I received this game for review purposes from Steamified. All these reviews are unsponsored, unsolicited meaning that I am not entitled to favor all reviews with either a positive or negative score for any games I am sent for review.
This review is part of the Steamified Community Review program. For similar reviews and fantastic giveaways please visit
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2 of 2 people (100%) found this review helpful
37.0 hrs on record
Posted: July 17
Great game, just REALLY not for everyone. tons of unexplained mechanics, but if your up to learning the different systems this one can be quite wonderful. the world is gorgeous, there are a lot of places and npcs to interact with and the music is fantastic. also: the story - while much of it is coming through sidequests and with that worldbuilding, is a treat. just be aware that this is one of those games you really have to put many hours into if you want to truly understand it...and truly understanding it is very important when it comes to beating it. i myself am not quite there yet. please don't do what i did: don't try to overanalyse the game by going over gamefaqs for hours. the whole enemy-scaling-discussion, that much should be said, is just irritating. this might have been a problem on xbox360, but it definitley isn't one here. just don't farm for 20 hours in the first couple of dungeons and you should be fine as long as you try to understand your strategic options. this is not another oblivion. not at all. i get why some people don't like the game, but i would totally recommend it.
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1 of 1 people (100%) found this review helpful
69.9 hrs on record
Posted: July 17
Great Story, great game.
Can entertain you for a whole week.
Gives a good challenge even in normal mode.
With the right settings you can play smoothly on PC

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2 of 3 people (67%) found this review helpful
88.6 hrs on record
Posted: July 3
Oh man... Where do I even begin. I have a very hard time liking this game, yet I still do not dislike it.
There are so many great things in this game, that it often ruined due to things that could easily be evaded... BY THE PLAYER!

PLEASE NOTE: That I have 41 or so hours invested in this game (Which is not that much) This is not that much of a Review. It is mainly for people, who is in doubt if they should buy this game. I have not completed it yet. I have, however, spent alot of time playing this and this is more a way to introduce you and give you tips, so you do not get this great game ruined, like I did.

A Brief Intro:
The game has really nice graphics and a really amazing world, for you to explore... And there is plenty of things for you to explore. There are many discrete places, which may hide a nice little treasure or a rare monster for you to kill, or capture. After each battle you can happen to loot a living monster/beast, which you can either harvest for rare components, or just keep it and sell it. Rare monster can be sold for alot. The nice enviroment is very Final Fantasy-familiar, but the game has this "mature" tone. I by that I mean it is more raw and real (IT EVEN HAS BLOOD :O) This very bright and big world is filled with all sorts of monsters. Note that monsters has their own 'Natural Habitat', so you will not find a Flying Flame Orb Monster in the sea, no you will find Fish-like beasts here. The same models are re-used often, just with a different skin. This is not bad in anyway, as the variety of monsters are very big. So you won't get bored of always meeting the same monsters, except for those damn spiders... Keep in mind the variety of monsters, is no way near how many different monsters the FF-series has. Yet enough and they looks insanely cool. At least most of them. There are huge giant dragon too... Who does not like to duel such a beast? And they look like Bahamut too.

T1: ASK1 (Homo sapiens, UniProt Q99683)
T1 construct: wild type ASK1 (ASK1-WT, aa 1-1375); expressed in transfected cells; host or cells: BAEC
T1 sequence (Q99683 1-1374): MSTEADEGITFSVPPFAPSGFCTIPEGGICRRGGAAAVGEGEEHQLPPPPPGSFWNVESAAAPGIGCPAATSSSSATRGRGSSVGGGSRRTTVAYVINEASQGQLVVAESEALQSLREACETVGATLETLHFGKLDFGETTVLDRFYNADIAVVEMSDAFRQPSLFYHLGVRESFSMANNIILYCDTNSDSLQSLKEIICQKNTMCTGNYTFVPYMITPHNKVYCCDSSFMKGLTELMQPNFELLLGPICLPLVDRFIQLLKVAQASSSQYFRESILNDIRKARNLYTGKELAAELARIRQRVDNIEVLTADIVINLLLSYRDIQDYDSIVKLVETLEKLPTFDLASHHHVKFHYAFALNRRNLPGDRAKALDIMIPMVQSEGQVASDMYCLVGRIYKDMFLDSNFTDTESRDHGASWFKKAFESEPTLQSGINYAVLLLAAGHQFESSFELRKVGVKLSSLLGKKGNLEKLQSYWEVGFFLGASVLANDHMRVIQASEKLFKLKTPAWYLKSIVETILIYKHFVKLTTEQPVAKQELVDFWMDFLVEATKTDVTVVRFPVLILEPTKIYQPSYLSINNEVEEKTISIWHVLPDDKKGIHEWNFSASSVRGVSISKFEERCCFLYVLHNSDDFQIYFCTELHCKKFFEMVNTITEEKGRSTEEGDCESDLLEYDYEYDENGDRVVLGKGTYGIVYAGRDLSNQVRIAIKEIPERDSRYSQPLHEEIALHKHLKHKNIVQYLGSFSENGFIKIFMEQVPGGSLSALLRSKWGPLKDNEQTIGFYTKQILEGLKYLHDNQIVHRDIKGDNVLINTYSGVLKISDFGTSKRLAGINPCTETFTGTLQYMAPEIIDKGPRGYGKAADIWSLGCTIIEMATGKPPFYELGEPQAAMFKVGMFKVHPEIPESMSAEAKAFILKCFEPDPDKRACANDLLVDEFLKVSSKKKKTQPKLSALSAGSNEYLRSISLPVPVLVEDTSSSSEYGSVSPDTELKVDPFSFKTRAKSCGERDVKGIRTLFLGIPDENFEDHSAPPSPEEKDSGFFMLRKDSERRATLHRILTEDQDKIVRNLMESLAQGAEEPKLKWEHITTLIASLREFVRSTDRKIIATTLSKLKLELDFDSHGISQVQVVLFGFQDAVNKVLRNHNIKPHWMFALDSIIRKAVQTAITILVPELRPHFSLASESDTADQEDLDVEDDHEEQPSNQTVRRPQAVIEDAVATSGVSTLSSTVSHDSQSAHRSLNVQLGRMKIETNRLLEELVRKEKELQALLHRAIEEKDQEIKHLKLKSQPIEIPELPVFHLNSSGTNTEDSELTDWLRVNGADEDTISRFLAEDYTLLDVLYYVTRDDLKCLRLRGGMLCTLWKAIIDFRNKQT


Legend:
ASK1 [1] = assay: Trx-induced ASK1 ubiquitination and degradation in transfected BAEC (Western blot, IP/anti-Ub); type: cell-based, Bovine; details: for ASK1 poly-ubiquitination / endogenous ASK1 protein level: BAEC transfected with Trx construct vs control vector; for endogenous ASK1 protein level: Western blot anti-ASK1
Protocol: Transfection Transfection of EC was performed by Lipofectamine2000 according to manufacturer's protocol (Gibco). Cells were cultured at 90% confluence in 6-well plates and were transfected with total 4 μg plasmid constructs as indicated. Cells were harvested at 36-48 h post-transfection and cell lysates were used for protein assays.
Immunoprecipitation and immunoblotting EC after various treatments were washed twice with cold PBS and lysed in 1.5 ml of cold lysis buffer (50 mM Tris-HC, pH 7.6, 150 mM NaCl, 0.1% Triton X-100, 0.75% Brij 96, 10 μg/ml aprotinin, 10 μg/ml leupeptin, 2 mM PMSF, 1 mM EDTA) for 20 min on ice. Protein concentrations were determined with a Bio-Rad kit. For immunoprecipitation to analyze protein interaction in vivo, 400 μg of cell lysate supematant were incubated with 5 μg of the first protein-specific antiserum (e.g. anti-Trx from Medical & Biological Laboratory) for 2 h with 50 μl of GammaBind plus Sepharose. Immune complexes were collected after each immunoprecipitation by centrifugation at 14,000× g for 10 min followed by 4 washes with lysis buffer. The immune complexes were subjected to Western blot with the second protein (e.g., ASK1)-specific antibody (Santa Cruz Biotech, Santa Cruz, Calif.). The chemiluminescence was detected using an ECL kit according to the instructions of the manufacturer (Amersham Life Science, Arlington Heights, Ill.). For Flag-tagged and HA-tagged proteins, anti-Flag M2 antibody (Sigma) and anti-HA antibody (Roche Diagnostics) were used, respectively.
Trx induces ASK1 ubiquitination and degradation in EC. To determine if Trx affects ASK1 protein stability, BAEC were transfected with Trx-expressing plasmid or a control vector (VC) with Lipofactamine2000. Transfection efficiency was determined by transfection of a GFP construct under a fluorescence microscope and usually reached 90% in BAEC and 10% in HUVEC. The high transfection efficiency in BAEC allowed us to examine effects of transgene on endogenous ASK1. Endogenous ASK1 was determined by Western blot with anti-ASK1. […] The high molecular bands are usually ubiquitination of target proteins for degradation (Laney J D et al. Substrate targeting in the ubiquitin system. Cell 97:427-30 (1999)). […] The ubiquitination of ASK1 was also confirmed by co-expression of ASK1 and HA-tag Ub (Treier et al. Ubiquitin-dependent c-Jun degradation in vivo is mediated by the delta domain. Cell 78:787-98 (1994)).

The combat is very different from anything you are used to. At least here in the western realms. You control 'Unions' which consist of up to 6 (Or 5? Sry can't remember right now) 'Units', that is basically small squad... or units... One unit can hold up to 5 Characters. Each units is offered options that they will then execute after all units have been assigned which options to perform (Attack, Magic, Heal, Ranged or just chill). These options/actions are only avaiable under certain conditions. Like you are not able to revive if enemy units are 'Deadblocking' you (Simply ganging up on you). It CAN be very difficult to understand and learn this combat system, which is part of why I have a hard relationship with this game. It can be extremely time consuming to set up each unit and assign them the correct roles. Units are also assigned which 'Formations' they should fight in. And there are many and plenty to choose from, in order to get just the right formation for a battle. This too can be hard to understand, but very rewarding when learned.